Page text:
He has now transitioned to Kindergarten in the town in Glastonbury. The school has been wonderful in working with both his challenges and his head aches. They allow him to go down to the nurses office and lay down when he gets head aches. They have also assigned a para to be with him most of the day to help him with his daily activities. He has also transitioned off of Special Ed and onto a 504 plan. At least that's the situation now. The school has recently told us that they believe he could benefit from more PT and that they might need to move him back to Special Ed in order to get him what he needs. If that's the case, it's fine with me.
We were at a school function the other evening and it warmed my heart to see so many kids, both his age and older, recognizing him, coming up to him to give him high-fives or hugs.
Colby also played soccer this fall! It was with a special ed team that offers children with a wide range of challenges the opportunity to get together and play to whatever level their abilities allow. Colby seems to be a bit unique because mentally, his is "there". But his little body doesn't quite allow him to keep up with kids his age. He doesn't have any depth perception and that plays a role in his balance and ability to maneuver around. He also has a unique gate when he runs.....all of which makes him the special boy that he is. : )
Last fall, Colby was still pretty uneasy on his feet. He was also still on a drug called periactin which is used to treat seizures. The doctors though this might help lessen his migraines. We had some scary times when we received calls from his school or daycare saying that he had a migraine, started crying and then was "out of it", at times peeing himself or becoming partially paralyzed (one side of the body or the other becoming limp). Tracey and I rarely saw this. By the time we would arrive to get him, he would usually be somewhat with it and his muscle tone would be back...not normal, but he could at least hold himself up or squeeze our had gently. It's scary when your child goes though something like that. We brought him to his neurosurgeon and to a neurologist. The thought was that possibly he was having some kind of seizure.
They did an EEG on him and tried to induce a seizure while monitoring his brain activity. The doctor said that although the EEG did show activity that was not quite "normal", it was not seizure activity. We also visited with the gastroentranologist. Because of the total randomness of Colby's episodes, they ruled out Cyclic Vomiting Syndrome which he had previously been diagnosed with abnormal activity, it was not a seizure. Colby then saw his gastroenterologist who diagnosed him with Cyclic Vomiting Syndrome (CVS) some 4 or 5 years ago. They said that now because of the total randomness of his episodes, that this was not CVS. Good to have one thing off of his charts...but wish we could put our finger on what was triggering his episodes and figure out a way to help him. We asked his neurologist that if it was not a seizure that he was having, could we take him off of the periactin as it made him sleepy. They agreed. And this made a difference in our little boy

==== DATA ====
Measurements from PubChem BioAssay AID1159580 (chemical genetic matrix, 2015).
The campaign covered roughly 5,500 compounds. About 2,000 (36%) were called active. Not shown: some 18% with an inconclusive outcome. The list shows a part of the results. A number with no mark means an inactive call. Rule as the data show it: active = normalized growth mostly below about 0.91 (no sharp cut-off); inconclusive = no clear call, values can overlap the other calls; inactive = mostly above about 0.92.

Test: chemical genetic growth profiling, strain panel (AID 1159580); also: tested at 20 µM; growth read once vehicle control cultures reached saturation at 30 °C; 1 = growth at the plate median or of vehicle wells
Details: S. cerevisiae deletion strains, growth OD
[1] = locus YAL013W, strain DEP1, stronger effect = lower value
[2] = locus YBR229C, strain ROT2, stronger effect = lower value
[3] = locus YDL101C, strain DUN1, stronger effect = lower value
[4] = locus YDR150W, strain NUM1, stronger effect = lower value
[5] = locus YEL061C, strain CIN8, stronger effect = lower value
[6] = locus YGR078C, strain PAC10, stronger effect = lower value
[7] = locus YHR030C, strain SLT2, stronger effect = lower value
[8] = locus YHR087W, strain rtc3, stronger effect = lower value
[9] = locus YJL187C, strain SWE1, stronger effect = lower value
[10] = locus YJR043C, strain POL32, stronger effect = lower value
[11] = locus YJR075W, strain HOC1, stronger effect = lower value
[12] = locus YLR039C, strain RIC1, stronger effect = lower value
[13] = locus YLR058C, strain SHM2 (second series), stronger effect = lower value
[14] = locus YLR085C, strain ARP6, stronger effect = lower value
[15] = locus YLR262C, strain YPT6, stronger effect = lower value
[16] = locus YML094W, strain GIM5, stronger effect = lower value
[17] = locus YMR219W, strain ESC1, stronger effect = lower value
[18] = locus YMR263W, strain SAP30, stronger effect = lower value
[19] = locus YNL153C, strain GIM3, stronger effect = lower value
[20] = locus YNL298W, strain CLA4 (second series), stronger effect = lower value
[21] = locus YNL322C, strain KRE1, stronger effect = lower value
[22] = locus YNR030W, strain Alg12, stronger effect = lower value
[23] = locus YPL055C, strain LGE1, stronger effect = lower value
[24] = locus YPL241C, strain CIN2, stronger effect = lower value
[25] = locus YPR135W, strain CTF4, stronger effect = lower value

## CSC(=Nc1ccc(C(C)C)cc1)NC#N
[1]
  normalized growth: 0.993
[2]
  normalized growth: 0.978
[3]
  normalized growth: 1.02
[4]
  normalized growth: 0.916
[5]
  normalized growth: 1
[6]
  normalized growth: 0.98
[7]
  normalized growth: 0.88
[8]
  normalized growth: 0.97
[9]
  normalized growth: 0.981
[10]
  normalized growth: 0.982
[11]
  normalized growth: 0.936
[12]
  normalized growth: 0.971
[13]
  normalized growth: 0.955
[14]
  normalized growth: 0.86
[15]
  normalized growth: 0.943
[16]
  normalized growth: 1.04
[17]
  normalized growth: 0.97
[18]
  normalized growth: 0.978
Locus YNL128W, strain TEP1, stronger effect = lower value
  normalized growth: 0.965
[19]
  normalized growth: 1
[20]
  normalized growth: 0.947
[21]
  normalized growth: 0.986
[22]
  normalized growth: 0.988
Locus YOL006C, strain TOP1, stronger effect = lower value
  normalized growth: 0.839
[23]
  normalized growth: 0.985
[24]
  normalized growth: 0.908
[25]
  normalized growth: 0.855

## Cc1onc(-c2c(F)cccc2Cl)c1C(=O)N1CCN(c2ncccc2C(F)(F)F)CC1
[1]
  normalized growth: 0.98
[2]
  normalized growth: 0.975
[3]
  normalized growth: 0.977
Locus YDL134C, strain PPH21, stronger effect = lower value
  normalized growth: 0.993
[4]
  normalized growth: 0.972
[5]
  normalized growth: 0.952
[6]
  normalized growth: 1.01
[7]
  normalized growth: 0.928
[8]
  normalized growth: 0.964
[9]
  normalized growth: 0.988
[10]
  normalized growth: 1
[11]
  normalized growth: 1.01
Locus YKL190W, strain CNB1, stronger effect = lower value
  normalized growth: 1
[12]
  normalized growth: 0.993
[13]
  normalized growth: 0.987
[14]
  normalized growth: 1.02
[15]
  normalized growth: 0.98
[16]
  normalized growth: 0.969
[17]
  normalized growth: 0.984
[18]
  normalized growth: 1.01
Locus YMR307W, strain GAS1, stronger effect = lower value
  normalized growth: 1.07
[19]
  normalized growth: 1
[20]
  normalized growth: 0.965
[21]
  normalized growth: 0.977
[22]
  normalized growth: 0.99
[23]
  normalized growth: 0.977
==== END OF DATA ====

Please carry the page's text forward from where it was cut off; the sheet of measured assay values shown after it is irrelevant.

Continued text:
Colby did have rough patch earlier this year when his shunt that used to drain into his belly malfunctioned. His bacterial fluid was being absorbed within his belly where the shunt drained. But for whatever reason, it stopped being absorbed and his belly began to expand. We thought he was just constipated. But as his stomach grew and grew....and grew, we knew there had to be something else going on. After an ultrasound it was determined that there was a lot of fluid in his belly area that needed to be drained. Once the doctors got in there to take care of things, they found out that the fluid had gotten infected and he spent a good couple days in the ICU with his shunt draining externally. After trying to put it back into his belly only to find that his body was no longer absorbing the fluid, they had to resort to draining his shunt into the atrium of his heart. I was very nervous about this, but after talking to the doctor about any other possible options, this was really the only way to go for now. We are now about 8 months since his last revision and things are going smoothly.
He continues to have migraines. Most of the times they are almost more of a neusance to him than anything else. He will need to lie down, sometimes just for a couple minutes, sometimes for a while falling into a deep sleep. And every once in a while, they will hit him hard. When he gets bad ones, they look like a seizure or a stroke, leaving his partially paralyzed, taking away muscle tone is parts or all of his body, slurring his speech and making his eyes shake. It's scary as a parent to watch your child go through this. And there's really nothing we can do other than comfort him, document what we can and then let the doctors know. He is often left lethargic and tired for the rest of the day, but they pops back to life by days end or the following morning at the latest. He continues to see specialists in an attempt to minimize the frequency and affect of these episodes.
All of the medical stuff aside, Colby is doing AWESOME!!! He amazes me with his memory, his sweetness, his ability to overcome hurdles to do things that you and I take for granted. Thank you Colby Reed for being the strong little boy that you are!
(Colby doing his first mud race with dad! Merrill Down n Dirty in Hartford, CT. Summer 2013)